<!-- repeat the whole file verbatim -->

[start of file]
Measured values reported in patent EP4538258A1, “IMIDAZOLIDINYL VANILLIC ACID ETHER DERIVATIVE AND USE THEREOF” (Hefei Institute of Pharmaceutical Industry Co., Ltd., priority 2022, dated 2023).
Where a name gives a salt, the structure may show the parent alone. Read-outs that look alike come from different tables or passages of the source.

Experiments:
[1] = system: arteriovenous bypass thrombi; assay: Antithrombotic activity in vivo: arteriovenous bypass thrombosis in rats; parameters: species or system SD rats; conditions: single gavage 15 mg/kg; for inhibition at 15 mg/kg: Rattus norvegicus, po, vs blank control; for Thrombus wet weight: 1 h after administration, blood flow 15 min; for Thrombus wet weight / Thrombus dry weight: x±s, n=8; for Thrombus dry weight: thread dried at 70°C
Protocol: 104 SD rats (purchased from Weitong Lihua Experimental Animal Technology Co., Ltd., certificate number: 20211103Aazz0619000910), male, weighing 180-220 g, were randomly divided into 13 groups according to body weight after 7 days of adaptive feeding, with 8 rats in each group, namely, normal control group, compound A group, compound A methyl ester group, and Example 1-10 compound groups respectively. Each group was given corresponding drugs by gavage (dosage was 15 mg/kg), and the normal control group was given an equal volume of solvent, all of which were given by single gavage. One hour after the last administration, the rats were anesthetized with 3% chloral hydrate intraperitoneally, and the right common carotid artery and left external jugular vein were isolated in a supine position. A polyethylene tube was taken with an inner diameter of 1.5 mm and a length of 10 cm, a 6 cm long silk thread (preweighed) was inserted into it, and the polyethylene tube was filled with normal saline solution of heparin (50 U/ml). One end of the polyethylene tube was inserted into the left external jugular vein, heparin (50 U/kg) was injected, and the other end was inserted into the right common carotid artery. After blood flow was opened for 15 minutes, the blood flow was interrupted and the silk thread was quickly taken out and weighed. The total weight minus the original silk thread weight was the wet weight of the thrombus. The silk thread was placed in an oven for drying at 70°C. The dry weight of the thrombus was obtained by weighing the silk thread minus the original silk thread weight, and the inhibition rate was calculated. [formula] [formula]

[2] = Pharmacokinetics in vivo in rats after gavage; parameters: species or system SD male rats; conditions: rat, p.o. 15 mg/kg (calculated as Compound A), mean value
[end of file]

Measured values reported in patent EP4538258A1, “IMIDAZOLIDINYL VANILLIC ACID ETHER DERIVATIVE AND USE THEREOF” (Hefei Institute of Pharmaceutical Industry Co., Ltd., priority 2022, dated 2023).
Where a name gives a salt, the structure may show the parent alone. Read-outs that look alike come from different tables or passages of the source.

Experiments:
[1] = system: arteriovenous bypass thrombi; assay: Antithrombotic activity in vivo: arteriovenous bypass thrombosis in rats; parameters: species or system SD rats; conditions: single gavage 15 mg/kg; for inhibition at 15 mg/kg: Rattus norvegicus, po, vs blank control; for Thrombus wet weight: 1 h after administration, blood flow 15 min; for Thrombus wet weight / Thrombus dry weight: x±s, n=8; for Thrombus dry weight: thread dried at 70°C
Protocol: 104 SD rats (purchased from Weitong Lihua Experimental Animal Technology Co., Ltd., certificate number: 20211103Aazz0619000910), male, weighing 180-220 g, were randomly divided into 13 groups according to body weight after 7 days of adaptive feeding, with 8 rats in each group, namely, normal control group, compound A group, compound A methyl ester group, and Example 1-10 compound groups respectively. Each group was given corresponding drugs by gavage (dosage was 15 mg/kg), and the normal control group was given an equal volume of solvent, all of which were given by single gavage. One hour after the last administration, the rats were anesthetized with 3% chloral hydrate intraperitoneally, and the right common carotid artery and left external jugular vein were isolated in a supine position. A polyethylene tube was taken with an inner diameter of 1.5 mm and a length of 10 cm, a 6 cm long silk thread (preweighed) was inserted into it, and the polyethylene tube was filled with normal saline solution of heparin (50 U/ml). One end of the polyethylene tube was inserted into the left external jugular vein, heparin (50 U/kg) was injected, and the other end was inserted into the right common carotid artery. After blood flow was opened for 15 minutes, the blood flow was interrupted and the silk thread was quickly taken out and weighed. The total weight minus the original silk thread weight was the wet weight of the thrombus. The silk thread was placed in an oven for drying at 70°C. The dry weight of the thrombus was obtained by weighing the silk thread minus the original silk thread weight, and the inhibition rate was calculated. [formula] [formula]

[2] = Pharmacokinetics in vivo in rats after gavage; parameters: species or system SD male rats; conditions: rat, p.o. 15 mg/kg (calculated as Compound A), mean value